Another benefit of having a stoker is the hot water jacket which will provide practically an unlimited supply of hot water which is next to nothing in the winter and less than what you will pay for other fuels during the summer. The large stokers are insulated and designed to run year round.

As to the "what do you do when you go away" question, there are two companies that make oil burner add ons. If you need to go away you turn the coal off and turn the oil on. Most are not going that route but instead just leaving their existing furnace in place and using it as a backup. They also make smaller hot air stokers that can be used as supplementary heat.

There's a all kinds of choices and ones that will fit the needs of anyone, you can even get a hand fired unit for those of you in a rural areas where the power is a concern. These require no electricity to run.

How much can you save? Our house is nearly 4000 sq. ft., total cost for this last year was less than $1500 and that includes domestic hot water. A lot of peoples domestic hot water bills are nearly 1/3 to half that alone. If you live in Northeastern Pennsylvania frankly you're foolish if you don't consider coal as a source for heat. Not only will you save a lot of dough but you'll also be supporting your local economy.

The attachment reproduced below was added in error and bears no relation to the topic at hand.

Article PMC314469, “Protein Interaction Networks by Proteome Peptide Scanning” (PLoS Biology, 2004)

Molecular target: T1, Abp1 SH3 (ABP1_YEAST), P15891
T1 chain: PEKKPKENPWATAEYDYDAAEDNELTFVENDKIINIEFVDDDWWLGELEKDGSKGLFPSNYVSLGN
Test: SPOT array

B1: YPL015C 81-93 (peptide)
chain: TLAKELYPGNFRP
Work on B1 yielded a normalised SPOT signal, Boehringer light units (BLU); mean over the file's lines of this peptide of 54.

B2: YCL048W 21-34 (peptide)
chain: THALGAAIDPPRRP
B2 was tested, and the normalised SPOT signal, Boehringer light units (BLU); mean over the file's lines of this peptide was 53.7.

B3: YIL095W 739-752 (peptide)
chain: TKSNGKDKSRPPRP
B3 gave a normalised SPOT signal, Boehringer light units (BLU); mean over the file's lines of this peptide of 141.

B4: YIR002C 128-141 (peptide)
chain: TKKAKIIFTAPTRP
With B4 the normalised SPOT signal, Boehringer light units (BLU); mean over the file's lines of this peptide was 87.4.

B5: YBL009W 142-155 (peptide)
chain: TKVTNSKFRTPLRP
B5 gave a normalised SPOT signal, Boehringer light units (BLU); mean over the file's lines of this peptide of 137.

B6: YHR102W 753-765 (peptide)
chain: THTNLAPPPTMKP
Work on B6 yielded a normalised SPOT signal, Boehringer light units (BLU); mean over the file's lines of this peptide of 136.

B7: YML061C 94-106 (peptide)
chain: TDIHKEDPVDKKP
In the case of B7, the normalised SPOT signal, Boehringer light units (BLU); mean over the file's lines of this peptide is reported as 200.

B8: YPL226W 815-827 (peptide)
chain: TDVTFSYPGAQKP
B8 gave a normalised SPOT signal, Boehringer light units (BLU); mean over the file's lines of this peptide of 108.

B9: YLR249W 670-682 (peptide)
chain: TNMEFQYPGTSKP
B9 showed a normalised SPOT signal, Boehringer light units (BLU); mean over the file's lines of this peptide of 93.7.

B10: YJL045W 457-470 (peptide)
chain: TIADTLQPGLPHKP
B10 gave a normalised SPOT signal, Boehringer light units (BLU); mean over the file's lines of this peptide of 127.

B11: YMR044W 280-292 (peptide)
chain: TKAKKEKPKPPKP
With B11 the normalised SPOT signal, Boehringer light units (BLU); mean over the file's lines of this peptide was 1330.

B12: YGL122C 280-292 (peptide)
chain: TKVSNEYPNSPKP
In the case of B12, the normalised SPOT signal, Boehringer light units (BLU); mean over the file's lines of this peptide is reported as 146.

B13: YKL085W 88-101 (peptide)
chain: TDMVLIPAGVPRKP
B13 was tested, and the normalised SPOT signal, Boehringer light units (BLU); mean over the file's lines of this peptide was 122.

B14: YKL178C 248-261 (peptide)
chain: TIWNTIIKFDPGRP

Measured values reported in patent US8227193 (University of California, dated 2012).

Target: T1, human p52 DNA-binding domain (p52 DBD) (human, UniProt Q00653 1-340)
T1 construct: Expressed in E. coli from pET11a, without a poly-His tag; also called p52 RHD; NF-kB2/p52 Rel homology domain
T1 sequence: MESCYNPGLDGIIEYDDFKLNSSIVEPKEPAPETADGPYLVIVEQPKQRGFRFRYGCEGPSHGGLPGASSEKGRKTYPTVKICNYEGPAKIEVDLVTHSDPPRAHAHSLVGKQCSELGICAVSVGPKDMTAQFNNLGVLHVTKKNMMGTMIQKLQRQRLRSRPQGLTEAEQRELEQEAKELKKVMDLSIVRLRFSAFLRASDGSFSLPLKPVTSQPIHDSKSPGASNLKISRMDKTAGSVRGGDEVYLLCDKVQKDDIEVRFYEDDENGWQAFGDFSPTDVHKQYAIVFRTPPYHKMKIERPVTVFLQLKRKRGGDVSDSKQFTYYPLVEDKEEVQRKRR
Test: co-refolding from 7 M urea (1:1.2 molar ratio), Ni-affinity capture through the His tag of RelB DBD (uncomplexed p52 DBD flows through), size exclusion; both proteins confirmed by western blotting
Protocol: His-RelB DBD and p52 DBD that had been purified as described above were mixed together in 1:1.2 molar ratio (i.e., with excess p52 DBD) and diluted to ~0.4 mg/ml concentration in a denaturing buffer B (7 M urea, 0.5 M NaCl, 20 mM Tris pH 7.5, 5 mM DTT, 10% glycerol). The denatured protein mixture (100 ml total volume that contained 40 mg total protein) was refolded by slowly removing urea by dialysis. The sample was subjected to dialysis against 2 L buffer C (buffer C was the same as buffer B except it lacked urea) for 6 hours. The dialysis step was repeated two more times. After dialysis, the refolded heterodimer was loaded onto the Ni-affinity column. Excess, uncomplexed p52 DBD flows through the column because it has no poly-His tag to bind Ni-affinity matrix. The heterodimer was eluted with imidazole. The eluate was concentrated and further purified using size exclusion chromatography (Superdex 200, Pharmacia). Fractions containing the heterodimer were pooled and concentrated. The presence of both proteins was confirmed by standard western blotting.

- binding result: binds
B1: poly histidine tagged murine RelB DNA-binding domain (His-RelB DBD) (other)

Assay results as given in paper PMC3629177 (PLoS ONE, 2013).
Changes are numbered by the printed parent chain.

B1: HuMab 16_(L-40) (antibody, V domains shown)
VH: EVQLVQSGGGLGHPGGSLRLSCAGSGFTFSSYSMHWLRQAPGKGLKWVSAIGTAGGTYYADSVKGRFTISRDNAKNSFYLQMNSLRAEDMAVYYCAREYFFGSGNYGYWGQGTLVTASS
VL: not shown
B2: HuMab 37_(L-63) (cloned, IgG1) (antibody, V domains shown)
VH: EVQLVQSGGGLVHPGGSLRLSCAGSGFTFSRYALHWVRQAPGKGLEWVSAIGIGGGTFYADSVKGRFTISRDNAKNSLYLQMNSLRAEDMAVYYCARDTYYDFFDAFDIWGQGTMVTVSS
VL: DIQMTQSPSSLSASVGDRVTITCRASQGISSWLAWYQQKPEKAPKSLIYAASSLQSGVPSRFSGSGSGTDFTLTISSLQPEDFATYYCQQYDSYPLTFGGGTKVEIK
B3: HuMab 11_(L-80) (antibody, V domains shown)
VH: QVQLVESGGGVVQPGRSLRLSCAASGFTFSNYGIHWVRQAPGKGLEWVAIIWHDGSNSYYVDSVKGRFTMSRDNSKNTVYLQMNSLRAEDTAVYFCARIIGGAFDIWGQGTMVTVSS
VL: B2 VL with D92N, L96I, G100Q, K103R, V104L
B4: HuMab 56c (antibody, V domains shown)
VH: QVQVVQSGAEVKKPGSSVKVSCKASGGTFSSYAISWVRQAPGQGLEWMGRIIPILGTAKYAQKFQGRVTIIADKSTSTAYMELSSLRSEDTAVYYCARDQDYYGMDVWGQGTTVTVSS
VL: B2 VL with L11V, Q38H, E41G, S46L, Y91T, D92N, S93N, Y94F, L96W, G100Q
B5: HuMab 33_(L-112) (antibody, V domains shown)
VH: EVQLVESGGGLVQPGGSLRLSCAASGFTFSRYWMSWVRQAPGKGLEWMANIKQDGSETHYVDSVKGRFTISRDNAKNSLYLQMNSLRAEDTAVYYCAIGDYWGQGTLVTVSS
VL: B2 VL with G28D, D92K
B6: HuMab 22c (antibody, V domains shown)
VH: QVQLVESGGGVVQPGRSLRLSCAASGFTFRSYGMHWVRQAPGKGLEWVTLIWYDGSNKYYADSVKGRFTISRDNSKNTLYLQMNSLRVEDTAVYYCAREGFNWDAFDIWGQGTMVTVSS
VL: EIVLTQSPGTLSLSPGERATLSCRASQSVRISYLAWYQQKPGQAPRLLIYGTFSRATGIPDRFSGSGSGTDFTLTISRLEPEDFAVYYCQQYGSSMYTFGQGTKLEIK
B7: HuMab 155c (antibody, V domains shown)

Phew..longer than i meant it to be. Anyhow if you want to learn more you can check out my anthracite coal forum here: Anthracite Coal Forum

Last edited by thecoalman; 05-12-2008 at 01:12 AM..
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Old 06-19-2008, 09:55 AM
 
1 posts, read 7,401 times
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You've intrigued me. So, what do these coat stoker furnaces cost? Who delivers the coal? Are there many options with delivery? I live in the northern suburbs of Philadelphia, and Peco has told us that there is no way to put natural gas on our street, and will summer approaching I am quickly trying to think of options. Thanks.
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Old 06-19-2008, 10:32 AM
 
21,940 posts, read 15,767,559 times
Reputation: 7086
Quote:
Originally Posted by Portercat View Post
You've intrigued me. So, what do these coat stoker furnaces cost?